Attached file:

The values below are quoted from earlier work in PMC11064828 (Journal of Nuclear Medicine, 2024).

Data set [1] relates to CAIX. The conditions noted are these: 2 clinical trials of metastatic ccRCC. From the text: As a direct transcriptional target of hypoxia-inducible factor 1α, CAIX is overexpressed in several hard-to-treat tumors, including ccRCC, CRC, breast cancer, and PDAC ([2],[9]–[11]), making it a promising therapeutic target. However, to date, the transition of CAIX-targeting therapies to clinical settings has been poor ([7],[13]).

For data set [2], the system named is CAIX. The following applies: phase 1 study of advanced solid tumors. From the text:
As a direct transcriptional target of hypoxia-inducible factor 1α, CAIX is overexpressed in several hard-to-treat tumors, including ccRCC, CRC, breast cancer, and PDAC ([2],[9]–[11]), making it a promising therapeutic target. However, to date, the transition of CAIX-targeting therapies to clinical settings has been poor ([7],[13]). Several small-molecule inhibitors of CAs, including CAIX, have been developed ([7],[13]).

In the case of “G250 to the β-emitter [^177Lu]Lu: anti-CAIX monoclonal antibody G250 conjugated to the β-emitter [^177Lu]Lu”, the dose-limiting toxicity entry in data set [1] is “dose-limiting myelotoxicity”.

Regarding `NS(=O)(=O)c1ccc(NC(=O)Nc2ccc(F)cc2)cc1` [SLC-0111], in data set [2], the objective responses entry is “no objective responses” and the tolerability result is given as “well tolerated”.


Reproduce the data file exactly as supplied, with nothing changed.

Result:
The values below are quoted from earlier work in PMC11064828 (Journal of Nuclear Medicine, 2024).

Data set [1] relates to CAIX. The conditions noted are these: 2 clinical trials of metastatic ccRCC. From the text: As a direct transcriptional target of hypoxia-inducible factor 1α, CAIX is overexpressed in several hard-to-treat tumors, including ccRCC, CRC, breast cancer, and PDAC ([2],[9]–[11]), making it a promising therapeutic target. However, to date, the transition of CAIX-targeting therapies to clinical settings has been poor ([7],[13]).

For data set [2], the system named is CAIX. The following applies: phase 1 study of advanced solid tumors. From the text:
As a direct transcriptional target of hypoxia-inducible factor 1α, CAIX is overexpressed in several hard-to-treat tumors, including ccRCC, CRC, breast cancer, and PDAC ([2],[9]–[11]), making it a promising therapeutic target. However, to date, the transition of CAIX-targeting therapies to clinical settings has been poor ([7],[13]). Several small-molecule inhibitors of CAs, including CAIX, have been developed ([7],[13]).

In the case of “G250 to the β-emitter [^177Lu]Lu: anti-CAIX monoclonal antibody G250 conjugated to the β-emitter [^177Lu]Lu”, the dose-limiting toxicity entry in data set [1] is “dose-limiting myelotoxicity”.

Regarding `NS(=O)(=O)c1ccc(NC(=O)Nc2ccc(F)cc2)cc1` [SLC-0111], in data set [2], the objective responses entry is “no objective responses” and the tolerability result is given as “well tolerated”.